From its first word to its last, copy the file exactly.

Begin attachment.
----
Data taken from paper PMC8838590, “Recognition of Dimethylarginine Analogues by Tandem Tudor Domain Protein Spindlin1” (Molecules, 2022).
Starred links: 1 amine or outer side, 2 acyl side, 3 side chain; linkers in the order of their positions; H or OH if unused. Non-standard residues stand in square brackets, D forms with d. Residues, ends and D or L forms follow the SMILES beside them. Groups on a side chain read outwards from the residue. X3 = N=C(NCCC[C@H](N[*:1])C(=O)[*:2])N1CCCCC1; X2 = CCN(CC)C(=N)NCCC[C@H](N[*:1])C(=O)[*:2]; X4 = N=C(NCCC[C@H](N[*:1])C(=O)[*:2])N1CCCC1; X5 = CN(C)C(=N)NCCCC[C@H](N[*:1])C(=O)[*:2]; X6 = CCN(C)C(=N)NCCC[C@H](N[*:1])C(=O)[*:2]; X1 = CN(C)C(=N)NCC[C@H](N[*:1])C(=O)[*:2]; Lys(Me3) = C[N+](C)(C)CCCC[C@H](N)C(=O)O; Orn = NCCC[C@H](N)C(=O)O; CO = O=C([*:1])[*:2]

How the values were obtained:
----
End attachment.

Data taken from paper PMC8838590, “Recognition of Dimethylarginine Analogues by Tandem Tudor Domain Protein Spindlin1” (Molecules, 2022).
Starred links: 1 amine or outer side, 2 acyl side, 3 side chain; linkers in the order of their positions; H or OH if unused. Non-standard residues stand in square brackets, D forms with d. Residues, ends and D or L forms follow the SMILES beside them. Groups on a side chain read outwards from the residue. X3 = N=C(NCCC[C@H](N[*:1])C(=O)[*:2])N1CCCCC1; X2 = CCN(CC)C(=N)NCCC[C@H](N[*:1])C(=O)[*:2]; X4 = N=C(NCCC[C@H](N[*:1])C(=O)[*:2])N1CCCC1; X5 = CN(C)C(=N)NCCCC[C@H](N[*:1])C(=O)[*:2]; X6 = CCN(C)C(=N)NCCC[C@H](N[*:1])C(=O)[*:2]; X1 = CN(C)C(=N)NCC[C@H](N[*:1])C(=O)[*:2]; Lys(Me3) = C[N+](C)(C)CCCC[C@H](N)C(=O)O; Orn = NCCC[C@H](N)C(=O)O; CO = O=C([*:1])[*:2]

How the values were obtained: